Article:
Jump to content
Sports Interactive Community

7Bestie7

Members
  • Content count

    1,429
  • Joined

  • Last visited

About 7Bestie7

  • Rank
    Part-Timer

Favourite Team

  • Favourite Team
    Manchester United

Recent Profile Visitors

The recent visitors block is disabled and is not being shown to other users.

  1. The team and individual focus clash was something I've been wondering about for a while now. I was tempted to alternate between Attacking and Ball Control team training but now I know the danger it can create when I'm also trying to mould my players the way you've shown here. At what point do you decide that a player isn't going to get to the point you're hoping he will?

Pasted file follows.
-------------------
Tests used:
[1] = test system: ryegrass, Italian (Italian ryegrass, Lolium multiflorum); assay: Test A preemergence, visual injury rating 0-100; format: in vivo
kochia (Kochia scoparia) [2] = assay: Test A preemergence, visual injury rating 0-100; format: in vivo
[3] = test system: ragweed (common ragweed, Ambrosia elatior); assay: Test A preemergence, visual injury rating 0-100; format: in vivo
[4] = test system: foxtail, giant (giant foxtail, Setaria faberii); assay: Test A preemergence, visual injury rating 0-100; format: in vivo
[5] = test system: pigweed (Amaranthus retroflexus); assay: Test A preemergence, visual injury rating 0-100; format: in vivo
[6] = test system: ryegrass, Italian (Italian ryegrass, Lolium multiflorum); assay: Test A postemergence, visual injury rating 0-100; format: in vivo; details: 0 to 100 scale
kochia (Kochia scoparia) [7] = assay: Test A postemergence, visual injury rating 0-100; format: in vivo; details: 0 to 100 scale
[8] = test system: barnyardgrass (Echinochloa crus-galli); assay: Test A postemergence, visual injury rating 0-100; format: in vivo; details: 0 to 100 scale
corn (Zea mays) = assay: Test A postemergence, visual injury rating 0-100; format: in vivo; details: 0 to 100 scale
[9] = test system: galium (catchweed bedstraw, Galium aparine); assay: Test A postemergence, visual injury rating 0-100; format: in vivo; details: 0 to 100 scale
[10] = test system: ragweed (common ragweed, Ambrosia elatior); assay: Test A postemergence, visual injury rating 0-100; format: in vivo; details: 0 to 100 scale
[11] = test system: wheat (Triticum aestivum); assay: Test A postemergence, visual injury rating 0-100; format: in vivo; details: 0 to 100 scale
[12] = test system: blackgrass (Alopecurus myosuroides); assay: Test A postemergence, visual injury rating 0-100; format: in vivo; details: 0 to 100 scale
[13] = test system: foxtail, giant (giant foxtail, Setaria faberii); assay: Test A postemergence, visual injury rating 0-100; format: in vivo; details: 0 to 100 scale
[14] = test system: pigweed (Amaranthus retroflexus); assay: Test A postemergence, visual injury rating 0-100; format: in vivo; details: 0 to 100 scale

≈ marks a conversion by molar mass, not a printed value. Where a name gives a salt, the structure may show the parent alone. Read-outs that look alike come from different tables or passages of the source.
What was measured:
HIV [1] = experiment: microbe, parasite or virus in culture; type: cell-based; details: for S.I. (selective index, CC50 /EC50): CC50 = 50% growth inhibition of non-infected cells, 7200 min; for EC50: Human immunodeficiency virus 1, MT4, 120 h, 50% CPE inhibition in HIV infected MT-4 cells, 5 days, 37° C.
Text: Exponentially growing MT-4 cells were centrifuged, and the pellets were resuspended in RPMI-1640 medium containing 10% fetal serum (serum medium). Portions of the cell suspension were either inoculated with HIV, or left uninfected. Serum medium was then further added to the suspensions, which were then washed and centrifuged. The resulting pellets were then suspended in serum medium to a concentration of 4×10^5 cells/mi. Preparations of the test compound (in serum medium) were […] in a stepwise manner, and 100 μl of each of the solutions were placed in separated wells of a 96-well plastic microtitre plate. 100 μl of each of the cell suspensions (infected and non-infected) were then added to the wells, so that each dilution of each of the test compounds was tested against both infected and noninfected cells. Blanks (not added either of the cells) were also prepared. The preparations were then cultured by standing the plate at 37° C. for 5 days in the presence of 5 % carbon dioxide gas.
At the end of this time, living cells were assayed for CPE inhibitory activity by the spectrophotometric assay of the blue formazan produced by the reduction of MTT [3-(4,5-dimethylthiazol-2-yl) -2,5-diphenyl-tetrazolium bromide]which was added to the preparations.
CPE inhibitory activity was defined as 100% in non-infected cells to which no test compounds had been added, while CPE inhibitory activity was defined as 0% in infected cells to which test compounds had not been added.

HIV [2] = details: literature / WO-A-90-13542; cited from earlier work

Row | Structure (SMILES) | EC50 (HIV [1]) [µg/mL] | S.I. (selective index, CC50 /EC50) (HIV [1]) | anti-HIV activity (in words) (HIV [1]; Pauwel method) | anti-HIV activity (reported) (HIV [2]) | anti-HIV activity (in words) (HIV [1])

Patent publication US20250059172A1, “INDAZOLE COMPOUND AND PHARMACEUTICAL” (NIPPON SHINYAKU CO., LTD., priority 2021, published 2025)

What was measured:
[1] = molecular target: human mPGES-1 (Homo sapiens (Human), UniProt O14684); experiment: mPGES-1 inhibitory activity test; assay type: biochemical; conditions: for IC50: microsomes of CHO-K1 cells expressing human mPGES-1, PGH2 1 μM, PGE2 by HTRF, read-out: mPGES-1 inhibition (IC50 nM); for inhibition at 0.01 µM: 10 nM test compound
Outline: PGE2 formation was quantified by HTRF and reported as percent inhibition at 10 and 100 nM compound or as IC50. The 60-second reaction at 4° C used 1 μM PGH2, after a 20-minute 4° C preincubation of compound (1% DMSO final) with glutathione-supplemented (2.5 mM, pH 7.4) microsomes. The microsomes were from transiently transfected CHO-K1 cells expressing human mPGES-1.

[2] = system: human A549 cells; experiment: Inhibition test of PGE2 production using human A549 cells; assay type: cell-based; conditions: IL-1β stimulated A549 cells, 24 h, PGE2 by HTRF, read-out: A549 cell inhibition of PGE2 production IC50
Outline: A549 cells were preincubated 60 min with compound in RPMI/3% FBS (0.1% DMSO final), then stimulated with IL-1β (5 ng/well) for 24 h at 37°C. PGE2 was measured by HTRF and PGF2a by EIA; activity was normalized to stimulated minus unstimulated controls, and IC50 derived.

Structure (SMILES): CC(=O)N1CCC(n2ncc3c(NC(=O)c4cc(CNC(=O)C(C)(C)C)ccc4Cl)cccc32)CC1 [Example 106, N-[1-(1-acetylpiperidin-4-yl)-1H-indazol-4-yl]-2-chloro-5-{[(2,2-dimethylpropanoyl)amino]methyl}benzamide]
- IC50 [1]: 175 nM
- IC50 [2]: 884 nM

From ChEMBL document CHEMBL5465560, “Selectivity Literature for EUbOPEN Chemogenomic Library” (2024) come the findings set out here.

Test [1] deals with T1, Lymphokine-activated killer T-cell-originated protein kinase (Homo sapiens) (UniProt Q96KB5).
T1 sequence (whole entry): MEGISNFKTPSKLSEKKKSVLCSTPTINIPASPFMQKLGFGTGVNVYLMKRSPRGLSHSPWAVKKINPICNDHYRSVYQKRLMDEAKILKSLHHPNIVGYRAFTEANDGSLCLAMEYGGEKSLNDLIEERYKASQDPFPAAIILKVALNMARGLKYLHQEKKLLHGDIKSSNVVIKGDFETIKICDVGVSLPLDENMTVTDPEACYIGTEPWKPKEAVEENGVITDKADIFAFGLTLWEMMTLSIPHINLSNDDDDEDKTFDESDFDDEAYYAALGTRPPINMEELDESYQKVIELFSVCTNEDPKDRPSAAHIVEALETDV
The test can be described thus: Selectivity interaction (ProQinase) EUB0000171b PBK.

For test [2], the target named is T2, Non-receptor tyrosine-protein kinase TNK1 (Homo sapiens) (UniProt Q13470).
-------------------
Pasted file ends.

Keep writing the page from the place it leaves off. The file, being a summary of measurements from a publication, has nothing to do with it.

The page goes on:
2. Jambo, thanks for the catch about the Inside Forwards. It was definitely supposed to be AMCr/l which has now been edited. As for the five forwards, the original Pyramid had all five in a line but eventually managers realised that it was pure chaos with no one helping out the midfield. The revised edition of ITP certainly explains how the 2-3-5 was naturally evolving into the W-M without any help from Arsenal's Chapman nor the change in offside law. All that was needed was for the dropping deep of the Inside Forwards and the Centre Half becoming a defender to be default choices rather than tactical tweaks. Sort of like Sir Alex Ferguson played 4-4-1-1 in his by always having one striker dropping deep but never turned the "1" into an attacking midfielder to make the tactical difference between his system and the boxy 4-4-2s more obvious. And you're absolutely right about Pep bringing the 2-3-W into the modern age through his tactical arrangements of the players but I argue he has looked to create the 2-3-W through attacking movement, not actually using it as a basic starting system. Although he has come extremely close. LeedsUnitedForLife - That's a good modern variation but it isn't how the classic system was set up and that's the basis of this thread.